Salary Increases: Beware “Bracket Creep”
14 February 2017
What might appear to you and I as a reasonable salary increase at the beginning of the year can be diluted into oblivion by a number of factors largely beyond our control.
Bracket Creep is when an increase to a person’s salary effectively places them in a higher tax bracket than they were before, resulting in a comparatively higher rate of tax being levied on a PAYE basis. This has a negative effect on the net take home pay that a person will enjoy.
The current thinking in South African tax and financial circles is that the impending Budget speech will use the man in the street as a conduit for increasing income to the fiscus by raising the rates of tax, particularly for higher and medium income earners - Judge Dennis Davis has been quoted as suggesting that raising the personal income tax top rate from 41% to 45% may be a good option. This will further eat into any salary increase that may have been awarded.
In addition, an increase in remuneration will create a domino effect on deductions such as:
- Pension or Provident fund contributions
- Group Life and related Risk benefit costs
Notwithstanding these unavoidable deduction increases, the trend with Medical Aid companies is that contributions always seem to increase at double the official rate of inflation, with increases at the end of 2016 averaging something around 12% to 15%, which in turn will help to negate the employees’ increases.
Sadly, there is no ‘silver-bullet’ answer to this vexing conundrum, but there are a number of things that individuals can do to try and mitigate this ‘bracket creep’.
Most of the solutions will involve some serious introspection on how net income is spent and some solutions may involve some downgrading of benefits.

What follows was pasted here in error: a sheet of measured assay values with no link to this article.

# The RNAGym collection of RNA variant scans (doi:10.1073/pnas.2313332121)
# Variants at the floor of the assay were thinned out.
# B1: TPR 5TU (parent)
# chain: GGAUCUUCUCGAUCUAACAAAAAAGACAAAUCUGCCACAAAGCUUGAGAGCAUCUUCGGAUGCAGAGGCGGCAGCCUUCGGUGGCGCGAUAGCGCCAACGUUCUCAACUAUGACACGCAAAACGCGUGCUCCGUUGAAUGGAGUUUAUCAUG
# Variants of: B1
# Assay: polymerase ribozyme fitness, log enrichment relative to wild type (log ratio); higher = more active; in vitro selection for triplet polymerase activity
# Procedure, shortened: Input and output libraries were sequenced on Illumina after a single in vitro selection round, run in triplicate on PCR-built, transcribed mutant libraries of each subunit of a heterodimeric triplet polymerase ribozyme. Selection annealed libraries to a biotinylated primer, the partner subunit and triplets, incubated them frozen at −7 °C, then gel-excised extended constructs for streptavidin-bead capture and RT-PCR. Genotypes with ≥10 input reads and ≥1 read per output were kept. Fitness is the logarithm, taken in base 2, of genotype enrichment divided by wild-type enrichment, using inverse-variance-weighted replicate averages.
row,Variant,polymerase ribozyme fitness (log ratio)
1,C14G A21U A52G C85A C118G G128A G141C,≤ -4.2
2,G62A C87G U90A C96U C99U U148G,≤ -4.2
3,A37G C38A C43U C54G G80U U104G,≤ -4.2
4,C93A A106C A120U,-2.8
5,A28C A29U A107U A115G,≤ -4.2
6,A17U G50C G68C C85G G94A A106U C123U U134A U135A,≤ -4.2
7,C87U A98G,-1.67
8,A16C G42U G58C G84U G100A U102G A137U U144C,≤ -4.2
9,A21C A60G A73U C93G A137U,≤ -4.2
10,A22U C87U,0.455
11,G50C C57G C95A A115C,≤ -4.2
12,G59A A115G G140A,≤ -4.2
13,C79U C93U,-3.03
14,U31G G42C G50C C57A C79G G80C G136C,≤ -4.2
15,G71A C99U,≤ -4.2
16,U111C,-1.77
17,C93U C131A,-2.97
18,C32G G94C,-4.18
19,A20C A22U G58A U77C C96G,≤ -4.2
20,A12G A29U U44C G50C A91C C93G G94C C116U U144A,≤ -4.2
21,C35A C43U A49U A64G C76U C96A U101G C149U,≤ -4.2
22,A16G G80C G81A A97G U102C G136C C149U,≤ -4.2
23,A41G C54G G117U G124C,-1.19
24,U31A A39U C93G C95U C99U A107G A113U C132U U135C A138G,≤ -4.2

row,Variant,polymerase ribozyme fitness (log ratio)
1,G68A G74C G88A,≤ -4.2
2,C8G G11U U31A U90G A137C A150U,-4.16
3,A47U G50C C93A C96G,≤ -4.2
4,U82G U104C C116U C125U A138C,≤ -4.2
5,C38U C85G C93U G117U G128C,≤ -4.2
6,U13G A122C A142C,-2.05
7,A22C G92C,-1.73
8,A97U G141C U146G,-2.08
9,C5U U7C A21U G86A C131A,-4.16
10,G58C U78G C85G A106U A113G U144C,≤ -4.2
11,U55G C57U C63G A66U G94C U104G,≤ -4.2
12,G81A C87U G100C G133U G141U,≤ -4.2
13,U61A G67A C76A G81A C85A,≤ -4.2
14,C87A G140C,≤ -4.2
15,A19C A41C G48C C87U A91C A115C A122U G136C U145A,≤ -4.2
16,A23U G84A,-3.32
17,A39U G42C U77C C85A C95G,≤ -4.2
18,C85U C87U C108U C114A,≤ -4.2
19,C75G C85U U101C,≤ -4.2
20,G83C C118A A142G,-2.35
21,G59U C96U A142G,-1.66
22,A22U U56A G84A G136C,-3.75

Ultimately it boils down to what an individual can afford and whether some lifestyle changes are required:
- Medical Aid – Consider downgrading to a less expensive plan, but before this is contemplated, careful consideration is needed as invariably a downgrade comes with less comprehensive benefits. NEVER cancel a medical aid. Not only will this throw you on the mercy of the State health system, but re-joining at a later stage may carry substantial penalties and exclusions for up to a year.
- Revisit your budget – Careful scrutiny of current spending habits will always reveal opportunities for ‘cutting and pasting’ expenses. To this end, examine things like cell-phone charges, excessive water and electricity bills, personal spending on entertainment etc.
- Salary package – sit down with the HR representative or your Financial Planner and see if there are any tax effective ways of restructuring your remuneration package. Maybe the inclusion of a car allowance would be advantageous, if you are using a car for company business.
Blaming the system or your employer is the easy way out and will not change the state of affairs. Rather examine your options in the light of the above and take whatever action will benefit you.
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